A ride in an ambulance can be notoriously expensive, but sometimes it's a necessary evil when you're having a health crisis.
To figure out how to deal with ambulance bills, we first have to understand how they bill.
How ambulance companies bill
Typically there are two parts to an ambulance bill, according to our Health Care Hacker, Jonathon Hess from Athos Health.
First, there's a fee for the initial pick-up. With ground transport, this can vary from approximately $500 to $1,000. For an air ambulance, you could be looking at tens of thousands of dollars.
Secondly, there's a per-mile charge. For driving, this is typically between $10-$30. But if you're in the air, this can be several hundred dollars for every mile.
These rides can clearly get expensive, but a lot of medical procedures are expensive. Why is this one so notorious?
It's because most ambulance companies don't have contracts with insurers. There's no network, so they're inherently out-of-network.
The exception to this: If you have Medicare, and you call an ambulance for an emergency, it's generally going to be covered.
But for those of us with commercial insurance, here's how it usually works.
The ambulance company bills the full amount. For the purposes of this example, let's say it's $1,000.
First, the insurance company will pay what they call "usual and customary rates." What are those? Uh... there's no real definition. So they make something up. Let's say in this hypothetical case, they pay $400.
Then the ambulance company still wants an additional $600, and they don't have a contract with your insurer. In a process called "balance billing," that $600 becomes your responsibility.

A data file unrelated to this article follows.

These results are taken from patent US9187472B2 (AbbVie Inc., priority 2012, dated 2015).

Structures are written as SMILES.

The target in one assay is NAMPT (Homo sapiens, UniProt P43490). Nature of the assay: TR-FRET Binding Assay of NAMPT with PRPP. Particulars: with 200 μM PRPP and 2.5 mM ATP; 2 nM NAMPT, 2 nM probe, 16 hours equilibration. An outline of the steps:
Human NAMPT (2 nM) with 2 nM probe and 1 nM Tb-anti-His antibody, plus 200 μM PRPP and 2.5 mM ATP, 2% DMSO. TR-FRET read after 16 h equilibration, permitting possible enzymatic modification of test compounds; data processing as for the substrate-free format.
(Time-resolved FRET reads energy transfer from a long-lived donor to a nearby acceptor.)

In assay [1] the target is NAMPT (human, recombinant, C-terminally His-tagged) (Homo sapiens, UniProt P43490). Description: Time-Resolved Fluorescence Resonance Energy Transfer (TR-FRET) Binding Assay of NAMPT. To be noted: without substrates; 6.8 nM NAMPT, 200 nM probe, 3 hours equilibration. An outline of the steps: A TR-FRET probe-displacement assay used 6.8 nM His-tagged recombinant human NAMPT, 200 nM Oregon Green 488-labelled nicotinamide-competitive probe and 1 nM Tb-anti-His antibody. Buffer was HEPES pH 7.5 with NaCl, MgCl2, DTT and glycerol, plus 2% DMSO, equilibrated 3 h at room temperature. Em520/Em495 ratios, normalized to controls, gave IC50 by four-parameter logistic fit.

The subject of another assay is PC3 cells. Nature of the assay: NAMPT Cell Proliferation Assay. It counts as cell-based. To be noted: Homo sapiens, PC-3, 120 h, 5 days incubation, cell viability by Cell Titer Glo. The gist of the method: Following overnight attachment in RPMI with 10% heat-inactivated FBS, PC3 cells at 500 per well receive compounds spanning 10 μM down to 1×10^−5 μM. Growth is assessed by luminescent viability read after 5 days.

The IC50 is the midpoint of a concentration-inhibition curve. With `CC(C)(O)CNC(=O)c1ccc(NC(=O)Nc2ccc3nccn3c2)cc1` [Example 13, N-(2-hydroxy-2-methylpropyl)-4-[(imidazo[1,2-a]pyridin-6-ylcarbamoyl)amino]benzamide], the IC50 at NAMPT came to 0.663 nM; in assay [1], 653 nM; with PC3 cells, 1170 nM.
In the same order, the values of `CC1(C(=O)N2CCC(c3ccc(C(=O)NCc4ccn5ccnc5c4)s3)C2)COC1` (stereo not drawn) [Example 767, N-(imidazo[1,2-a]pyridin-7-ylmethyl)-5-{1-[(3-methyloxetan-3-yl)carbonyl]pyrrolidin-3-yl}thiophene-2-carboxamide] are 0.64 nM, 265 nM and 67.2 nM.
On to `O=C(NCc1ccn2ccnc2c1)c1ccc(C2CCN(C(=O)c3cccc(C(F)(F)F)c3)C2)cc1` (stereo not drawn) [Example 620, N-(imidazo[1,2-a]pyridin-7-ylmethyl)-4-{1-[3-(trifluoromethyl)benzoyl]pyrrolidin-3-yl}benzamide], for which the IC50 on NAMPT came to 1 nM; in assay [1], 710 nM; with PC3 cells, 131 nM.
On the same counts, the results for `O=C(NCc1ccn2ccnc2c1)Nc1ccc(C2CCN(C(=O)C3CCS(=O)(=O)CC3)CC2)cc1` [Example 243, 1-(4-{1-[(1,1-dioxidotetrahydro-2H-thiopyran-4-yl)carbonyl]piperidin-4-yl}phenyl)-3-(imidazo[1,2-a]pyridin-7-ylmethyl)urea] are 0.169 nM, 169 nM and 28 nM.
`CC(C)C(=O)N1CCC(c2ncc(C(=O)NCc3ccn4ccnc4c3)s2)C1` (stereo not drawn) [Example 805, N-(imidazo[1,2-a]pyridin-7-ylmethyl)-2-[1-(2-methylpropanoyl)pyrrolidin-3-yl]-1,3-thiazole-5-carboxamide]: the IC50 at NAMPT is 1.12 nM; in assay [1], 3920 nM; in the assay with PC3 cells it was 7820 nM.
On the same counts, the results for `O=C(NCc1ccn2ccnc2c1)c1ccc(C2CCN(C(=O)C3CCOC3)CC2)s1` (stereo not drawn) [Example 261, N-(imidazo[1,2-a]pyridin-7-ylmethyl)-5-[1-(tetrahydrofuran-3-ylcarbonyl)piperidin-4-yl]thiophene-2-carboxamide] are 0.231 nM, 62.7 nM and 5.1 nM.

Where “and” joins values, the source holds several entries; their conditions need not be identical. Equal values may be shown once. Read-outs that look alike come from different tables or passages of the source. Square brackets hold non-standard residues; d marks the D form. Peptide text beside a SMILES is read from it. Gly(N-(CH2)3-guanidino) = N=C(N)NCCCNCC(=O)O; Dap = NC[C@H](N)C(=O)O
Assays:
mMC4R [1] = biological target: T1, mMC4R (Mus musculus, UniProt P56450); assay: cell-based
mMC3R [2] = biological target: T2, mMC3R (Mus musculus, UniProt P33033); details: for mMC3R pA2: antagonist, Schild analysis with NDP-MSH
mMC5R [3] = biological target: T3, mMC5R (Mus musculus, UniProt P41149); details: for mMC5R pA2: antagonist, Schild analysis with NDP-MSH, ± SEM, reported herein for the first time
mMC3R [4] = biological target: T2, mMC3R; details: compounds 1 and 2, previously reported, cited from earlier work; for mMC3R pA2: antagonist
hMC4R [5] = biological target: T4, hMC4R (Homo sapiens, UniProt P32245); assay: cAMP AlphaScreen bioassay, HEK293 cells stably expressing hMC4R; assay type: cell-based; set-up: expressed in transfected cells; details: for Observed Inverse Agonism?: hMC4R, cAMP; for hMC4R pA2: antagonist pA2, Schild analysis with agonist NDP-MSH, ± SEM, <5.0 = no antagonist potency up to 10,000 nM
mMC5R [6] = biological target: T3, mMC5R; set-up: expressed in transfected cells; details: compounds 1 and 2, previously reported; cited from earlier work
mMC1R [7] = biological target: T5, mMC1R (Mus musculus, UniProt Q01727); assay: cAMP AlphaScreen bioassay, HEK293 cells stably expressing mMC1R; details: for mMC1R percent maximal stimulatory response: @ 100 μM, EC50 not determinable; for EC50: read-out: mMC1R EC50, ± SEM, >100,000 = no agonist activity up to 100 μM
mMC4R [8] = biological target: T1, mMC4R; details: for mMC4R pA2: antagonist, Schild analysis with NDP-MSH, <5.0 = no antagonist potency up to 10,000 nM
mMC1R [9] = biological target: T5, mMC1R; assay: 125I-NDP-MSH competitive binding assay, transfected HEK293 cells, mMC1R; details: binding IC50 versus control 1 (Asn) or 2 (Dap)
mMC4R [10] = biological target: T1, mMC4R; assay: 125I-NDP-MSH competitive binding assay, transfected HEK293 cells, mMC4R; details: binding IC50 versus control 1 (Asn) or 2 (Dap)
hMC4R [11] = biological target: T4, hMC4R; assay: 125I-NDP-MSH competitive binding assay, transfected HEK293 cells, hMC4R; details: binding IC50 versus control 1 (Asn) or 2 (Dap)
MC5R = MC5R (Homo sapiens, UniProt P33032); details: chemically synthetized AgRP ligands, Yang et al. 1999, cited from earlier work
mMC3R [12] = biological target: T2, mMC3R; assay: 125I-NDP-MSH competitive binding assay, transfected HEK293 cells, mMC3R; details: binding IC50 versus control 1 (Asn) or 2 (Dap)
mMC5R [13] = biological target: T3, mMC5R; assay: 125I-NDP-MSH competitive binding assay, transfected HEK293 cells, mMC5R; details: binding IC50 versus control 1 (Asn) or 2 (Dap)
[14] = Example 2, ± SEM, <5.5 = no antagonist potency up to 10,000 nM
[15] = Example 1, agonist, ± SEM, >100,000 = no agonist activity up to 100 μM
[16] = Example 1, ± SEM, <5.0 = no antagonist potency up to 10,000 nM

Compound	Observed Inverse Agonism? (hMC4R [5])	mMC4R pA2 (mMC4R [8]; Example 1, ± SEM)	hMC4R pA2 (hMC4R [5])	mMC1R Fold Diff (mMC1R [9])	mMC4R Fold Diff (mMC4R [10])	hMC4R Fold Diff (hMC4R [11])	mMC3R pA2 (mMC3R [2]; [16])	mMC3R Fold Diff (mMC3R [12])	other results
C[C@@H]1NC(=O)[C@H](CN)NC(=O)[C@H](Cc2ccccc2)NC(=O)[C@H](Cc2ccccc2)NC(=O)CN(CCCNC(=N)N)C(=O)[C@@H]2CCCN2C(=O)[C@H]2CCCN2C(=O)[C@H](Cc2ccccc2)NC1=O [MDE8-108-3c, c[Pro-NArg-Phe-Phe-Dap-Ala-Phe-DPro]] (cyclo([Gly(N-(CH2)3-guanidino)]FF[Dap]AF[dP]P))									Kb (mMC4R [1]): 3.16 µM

If you haven't yet hit your deductible for the year, the $400 that your insurance company "covers" could also end up on your shoulders, as you pay down your deductible. So you could end up with the full $1,000 bill.
What you can do about it
OK, so you got the big ambulance bill. What do you do about it?
First, try to work with your insurance company. Find that explanation of benefits (EOB) you got in the mail, or track it down on your insurance company's website. There should be a statement in small print that says something like, "If you are getting billed more by your ambulance company, call this number."
Call that number - and if you don't see that message on your EOB, call the insurance company anyway.
They may be able to set up a one-time contract with the ambulance company that will reduce what you have to pay. Even if they can't do this, ask if there's anything else they can do. If you can show that you were facing an emergency, they may still cover more of the bill.
If that doesn't work, call the ambulance company and try to negotiate. If you're willing to make a lump sum payment and settle the debt right away, they may reduce it. If you don't have the capacity to do that, you could also offer to go on a payment plan.
No matter which solution you seek out, it's important to get out ahead of an ambulance bill. If you use an ambulance, know that it's going to be expensive. The sooner you call your insurance company or the ambulance company and begin to problem solve, the better off you'll be.
If you have a question about your health care expenses, send it to us at firstname.lastname@example.org. We'll try to address it in the future episode.